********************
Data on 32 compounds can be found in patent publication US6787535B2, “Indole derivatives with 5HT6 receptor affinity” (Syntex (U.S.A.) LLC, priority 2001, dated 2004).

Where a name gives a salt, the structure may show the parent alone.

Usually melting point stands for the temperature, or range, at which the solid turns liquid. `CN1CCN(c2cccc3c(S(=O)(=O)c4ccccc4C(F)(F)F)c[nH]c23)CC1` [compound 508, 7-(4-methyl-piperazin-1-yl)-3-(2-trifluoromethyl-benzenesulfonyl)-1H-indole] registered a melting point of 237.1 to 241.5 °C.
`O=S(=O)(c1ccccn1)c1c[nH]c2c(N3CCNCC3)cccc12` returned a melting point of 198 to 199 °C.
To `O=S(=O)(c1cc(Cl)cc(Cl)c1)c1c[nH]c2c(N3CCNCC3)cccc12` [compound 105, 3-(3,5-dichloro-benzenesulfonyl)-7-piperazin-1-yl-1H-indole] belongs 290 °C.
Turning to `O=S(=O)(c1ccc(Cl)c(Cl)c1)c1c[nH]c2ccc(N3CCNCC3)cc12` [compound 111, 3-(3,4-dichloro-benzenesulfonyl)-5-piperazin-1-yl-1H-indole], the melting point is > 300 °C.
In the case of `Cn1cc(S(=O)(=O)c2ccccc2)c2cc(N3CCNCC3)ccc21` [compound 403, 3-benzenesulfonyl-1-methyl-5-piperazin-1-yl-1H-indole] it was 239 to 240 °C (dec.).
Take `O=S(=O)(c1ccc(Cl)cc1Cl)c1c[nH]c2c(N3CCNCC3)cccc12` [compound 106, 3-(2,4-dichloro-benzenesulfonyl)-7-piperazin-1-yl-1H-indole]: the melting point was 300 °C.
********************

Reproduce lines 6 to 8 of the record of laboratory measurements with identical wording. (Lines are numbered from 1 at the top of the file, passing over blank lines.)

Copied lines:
Turning to `O=S(=O)(c1ccc(Cl)c(Cl)c1)c1c[nH]c2ccc(N3CCNCC3)cc12` [compound 111, 3-(3,4-dichloro-benzenesulfonyl)-5-piperazin-1-yl-1H-indole], the melting point is > 300 °C.
In the case of `Cn1cc(S(=O)(=O)c2ccccc2)c2cc(N3CCNCC3)ccc21` [compound 403, 3-benzenesulfonyl-1-methyl-5-piperazin-1-yl-1H-indole] it was 239 to 240 °C (dec.).
Take `O=S(=O)(c1ccc(Cl)cc1Cl)c1c[nH]c2c(N3CCNCC3)cccc12` [compound 106, 3-(2,4-dichloro-benzenesulfonyl)-7-piperazin-1-yl-1H-indole]: the melting point was 300 °C.